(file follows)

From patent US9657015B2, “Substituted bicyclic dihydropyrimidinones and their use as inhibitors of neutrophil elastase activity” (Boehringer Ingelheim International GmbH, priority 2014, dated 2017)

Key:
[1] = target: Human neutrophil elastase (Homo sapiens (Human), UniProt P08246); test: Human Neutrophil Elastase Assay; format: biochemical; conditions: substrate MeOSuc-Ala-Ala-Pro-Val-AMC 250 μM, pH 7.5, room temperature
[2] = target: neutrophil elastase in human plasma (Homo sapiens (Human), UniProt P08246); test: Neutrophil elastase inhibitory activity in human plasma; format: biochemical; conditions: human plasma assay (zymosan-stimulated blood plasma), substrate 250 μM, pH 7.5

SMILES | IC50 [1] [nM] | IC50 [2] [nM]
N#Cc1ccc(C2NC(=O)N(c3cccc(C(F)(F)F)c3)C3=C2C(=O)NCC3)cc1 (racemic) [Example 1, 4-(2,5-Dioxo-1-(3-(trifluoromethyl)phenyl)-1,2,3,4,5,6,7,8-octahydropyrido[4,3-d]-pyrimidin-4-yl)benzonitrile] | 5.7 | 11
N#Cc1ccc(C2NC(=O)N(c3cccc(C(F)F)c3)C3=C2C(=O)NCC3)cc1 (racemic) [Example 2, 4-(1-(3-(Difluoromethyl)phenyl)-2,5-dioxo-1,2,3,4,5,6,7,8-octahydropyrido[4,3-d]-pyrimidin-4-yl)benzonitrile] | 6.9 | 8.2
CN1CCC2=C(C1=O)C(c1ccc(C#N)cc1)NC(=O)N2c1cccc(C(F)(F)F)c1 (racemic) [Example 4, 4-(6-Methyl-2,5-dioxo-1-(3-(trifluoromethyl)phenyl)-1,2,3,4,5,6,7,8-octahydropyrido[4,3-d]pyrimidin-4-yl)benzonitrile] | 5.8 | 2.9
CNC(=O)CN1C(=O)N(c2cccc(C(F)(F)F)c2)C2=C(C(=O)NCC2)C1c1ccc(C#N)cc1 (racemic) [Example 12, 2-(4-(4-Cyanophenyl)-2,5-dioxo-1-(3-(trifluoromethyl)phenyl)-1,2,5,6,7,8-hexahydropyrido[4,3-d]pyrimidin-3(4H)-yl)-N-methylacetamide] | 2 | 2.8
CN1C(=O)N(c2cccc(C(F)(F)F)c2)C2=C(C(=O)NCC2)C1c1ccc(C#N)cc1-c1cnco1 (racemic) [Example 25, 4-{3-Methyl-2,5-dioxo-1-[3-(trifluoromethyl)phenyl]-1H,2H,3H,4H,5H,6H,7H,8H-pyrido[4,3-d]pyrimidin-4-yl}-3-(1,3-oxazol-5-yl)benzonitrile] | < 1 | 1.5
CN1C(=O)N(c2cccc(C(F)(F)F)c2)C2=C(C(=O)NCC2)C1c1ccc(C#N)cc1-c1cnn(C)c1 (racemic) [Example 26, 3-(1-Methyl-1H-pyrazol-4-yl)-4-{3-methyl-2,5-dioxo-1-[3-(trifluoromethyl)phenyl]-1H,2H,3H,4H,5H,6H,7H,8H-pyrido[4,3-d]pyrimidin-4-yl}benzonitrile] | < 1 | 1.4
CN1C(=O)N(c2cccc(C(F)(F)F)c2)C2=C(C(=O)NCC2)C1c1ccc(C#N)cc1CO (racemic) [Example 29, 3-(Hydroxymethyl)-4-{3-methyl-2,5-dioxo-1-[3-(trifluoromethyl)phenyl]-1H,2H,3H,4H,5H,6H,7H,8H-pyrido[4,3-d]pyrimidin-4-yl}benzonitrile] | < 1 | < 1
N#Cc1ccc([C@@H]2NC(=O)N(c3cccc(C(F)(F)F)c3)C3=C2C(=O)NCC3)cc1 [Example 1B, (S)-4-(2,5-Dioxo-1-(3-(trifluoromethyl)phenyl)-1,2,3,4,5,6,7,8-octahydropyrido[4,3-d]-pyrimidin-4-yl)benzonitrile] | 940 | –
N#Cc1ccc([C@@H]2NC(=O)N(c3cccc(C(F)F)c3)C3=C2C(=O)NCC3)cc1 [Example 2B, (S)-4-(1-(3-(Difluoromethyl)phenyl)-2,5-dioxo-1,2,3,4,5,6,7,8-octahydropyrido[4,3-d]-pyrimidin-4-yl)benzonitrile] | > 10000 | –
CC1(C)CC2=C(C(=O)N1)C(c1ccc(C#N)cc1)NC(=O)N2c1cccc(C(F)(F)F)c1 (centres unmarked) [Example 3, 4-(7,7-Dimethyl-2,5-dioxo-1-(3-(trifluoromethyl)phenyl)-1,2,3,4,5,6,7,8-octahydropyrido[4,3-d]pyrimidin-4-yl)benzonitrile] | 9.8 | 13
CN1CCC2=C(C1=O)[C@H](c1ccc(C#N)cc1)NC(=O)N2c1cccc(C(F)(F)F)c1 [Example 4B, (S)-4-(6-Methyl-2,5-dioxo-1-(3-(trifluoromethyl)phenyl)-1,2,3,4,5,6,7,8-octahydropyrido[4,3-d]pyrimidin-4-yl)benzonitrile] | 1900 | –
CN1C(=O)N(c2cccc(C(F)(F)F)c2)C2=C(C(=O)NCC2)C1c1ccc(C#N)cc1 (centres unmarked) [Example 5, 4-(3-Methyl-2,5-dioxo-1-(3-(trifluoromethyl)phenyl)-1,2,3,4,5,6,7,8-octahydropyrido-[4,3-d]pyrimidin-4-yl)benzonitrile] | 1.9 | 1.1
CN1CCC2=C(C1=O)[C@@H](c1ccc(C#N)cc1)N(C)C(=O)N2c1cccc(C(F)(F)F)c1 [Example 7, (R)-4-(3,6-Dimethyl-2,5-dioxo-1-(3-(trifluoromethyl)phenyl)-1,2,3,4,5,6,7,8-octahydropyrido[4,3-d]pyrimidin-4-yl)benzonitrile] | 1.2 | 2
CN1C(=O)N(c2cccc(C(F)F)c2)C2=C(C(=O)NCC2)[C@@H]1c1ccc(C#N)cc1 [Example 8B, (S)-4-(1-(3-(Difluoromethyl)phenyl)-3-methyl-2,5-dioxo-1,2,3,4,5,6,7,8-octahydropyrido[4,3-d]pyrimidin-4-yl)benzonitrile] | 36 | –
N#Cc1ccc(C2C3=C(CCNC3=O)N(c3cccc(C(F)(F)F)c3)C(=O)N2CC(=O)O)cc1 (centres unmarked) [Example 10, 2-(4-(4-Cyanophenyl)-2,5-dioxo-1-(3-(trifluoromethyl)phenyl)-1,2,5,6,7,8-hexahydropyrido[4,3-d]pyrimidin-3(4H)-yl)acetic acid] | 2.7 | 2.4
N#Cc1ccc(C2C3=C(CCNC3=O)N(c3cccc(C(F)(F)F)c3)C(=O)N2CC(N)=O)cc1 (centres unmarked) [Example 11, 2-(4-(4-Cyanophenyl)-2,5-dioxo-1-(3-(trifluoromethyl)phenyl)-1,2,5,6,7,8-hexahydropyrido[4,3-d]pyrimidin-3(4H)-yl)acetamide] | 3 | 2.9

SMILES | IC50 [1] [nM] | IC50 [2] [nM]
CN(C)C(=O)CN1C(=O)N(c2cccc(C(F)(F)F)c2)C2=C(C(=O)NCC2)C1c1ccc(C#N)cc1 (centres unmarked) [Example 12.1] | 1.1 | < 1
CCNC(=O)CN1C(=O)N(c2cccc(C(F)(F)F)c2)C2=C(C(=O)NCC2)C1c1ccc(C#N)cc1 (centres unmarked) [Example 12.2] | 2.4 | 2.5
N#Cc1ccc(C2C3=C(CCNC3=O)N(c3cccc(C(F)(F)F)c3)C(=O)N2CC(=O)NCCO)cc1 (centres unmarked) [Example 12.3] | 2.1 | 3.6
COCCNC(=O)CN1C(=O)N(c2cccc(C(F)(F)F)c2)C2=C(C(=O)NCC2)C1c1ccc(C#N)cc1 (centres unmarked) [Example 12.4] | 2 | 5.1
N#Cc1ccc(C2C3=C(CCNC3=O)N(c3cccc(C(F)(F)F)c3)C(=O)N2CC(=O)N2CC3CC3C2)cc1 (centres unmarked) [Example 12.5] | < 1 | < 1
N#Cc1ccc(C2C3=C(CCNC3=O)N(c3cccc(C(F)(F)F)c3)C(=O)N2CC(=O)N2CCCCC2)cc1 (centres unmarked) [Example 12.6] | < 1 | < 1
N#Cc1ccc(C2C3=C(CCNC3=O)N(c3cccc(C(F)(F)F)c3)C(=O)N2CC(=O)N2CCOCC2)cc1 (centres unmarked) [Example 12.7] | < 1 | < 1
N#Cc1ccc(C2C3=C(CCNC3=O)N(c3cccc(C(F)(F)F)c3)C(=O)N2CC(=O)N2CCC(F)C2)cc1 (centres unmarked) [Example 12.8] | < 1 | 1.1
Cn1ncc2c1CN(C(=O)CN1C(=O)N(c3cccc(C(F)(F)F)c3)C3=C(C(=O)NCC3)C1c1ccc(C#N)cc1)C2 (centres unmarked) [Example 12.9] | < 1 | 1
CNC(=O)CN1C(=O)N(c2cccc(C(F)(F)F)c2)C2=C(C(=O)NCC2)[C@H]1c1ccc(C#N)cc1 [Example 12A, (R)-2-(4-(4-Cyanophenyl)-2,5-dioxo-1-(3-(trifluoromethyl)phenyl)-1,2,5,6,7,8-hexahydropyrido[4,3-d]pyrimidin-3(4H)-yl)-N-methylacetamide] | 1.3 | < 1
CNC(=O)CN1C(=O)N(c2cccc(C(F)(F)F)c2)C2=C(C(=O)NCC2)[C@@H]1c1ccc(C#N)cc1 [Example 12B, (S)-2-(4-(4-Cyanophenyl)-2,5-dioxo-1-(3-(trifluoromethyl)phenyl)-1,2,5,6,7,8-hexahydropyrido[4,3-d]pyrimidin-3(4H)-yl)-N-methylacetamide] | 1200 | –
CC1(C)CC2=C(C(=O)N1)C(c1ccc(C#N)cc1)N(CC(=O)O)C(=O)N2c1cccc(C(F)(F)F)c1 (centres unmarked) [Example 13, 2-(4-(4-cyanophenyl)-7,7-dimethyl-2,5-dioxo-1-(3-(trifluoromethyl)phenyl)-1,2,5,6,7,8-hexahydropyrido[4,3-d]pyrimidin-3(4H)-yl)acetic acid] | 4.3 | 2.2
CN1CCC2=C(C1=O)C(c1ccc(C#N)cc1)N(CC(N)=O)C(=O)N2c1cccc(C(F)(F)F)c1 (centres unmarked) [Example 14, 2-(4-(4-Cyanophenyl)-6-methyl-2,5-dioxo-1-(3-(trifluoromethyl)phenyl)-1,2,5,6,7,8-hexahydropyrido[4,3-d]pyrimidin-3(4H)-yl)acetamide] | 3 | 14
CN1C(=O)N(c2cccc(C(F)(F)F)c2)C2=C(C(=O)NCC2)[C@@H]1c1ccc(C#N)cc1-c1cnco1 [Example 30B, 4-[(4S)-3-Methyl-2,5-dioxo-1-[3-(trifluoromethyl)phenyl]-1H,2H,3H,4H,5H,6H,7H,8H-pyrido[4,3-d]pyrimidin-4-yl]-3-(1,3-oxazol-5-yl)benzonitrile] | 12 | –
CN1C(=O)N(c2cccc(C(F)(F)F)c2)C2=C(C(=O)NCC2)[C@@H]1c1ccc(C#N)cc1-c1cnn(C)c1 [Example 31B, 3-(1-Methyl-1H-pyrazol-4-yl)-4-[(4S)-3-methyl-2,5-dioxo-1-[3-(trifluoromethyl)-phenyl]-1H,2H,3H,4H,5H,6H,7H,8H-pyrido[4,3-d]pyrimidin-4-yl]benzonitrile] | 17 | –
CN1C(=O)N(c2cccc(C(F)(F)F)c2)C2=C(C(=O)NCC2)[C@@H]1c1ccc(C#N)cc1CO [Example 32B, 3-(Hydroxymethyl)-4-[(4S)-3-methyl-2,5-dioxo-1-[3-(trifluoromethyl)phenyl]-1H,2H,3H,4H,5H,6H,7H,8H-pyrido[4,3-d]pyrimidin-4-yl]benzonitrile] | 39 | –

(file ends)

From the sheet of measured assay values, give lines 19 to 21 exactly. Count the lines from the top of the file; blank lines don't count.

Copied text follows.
CN1C(=O)N(c2cccc(C(F)F)c2)C2=C(C(=O)NCC2)[C@@H]1c1ccc(C#N)cc1 [Example 8B, (S)-4-(1-(3-(Difluoromethyl)phenyl)-3-methyl-2,5-dioxo-1,2,3,4,5,6,7,8-octahydropyrido[4,3-d]pyrimidin-4-yl)benzonitrile] | 36 | –
N#Cc1ccc(C2C3=C(CCNC3=O)N(c3cccc(C(F)(F)F)c3)C(=O)N2CC(=O)O)cc1 (centres unmarked) [Example 10, 2-(4-(4-Cyanophenyl)-2,5-dioxo-1-(3-(trifluoromethyl)phenyl)-1,2,5,6,7,8-hexahydropyrido[4,3-d]pyrimidin-3(4H)-yl)acetic acid] | 2.7 | 2.4
N#Cc1ccc(C2C3=C(CCNC3=O)N(c3cccc(C(F)(F)F)c3)C(=O)N2CC(N)=O)cc1 (centres unmarked) [Example 11, 2-(4-(4-Cyanophenyl)-2,5-dioxo-1-(3-(trifluoromethyl)phenyl)-1,2,5,6,7,8-hexahydropyrido[4,3-d]pyrimidin-3(4H)-yl)acetamide] | 3 | 2.9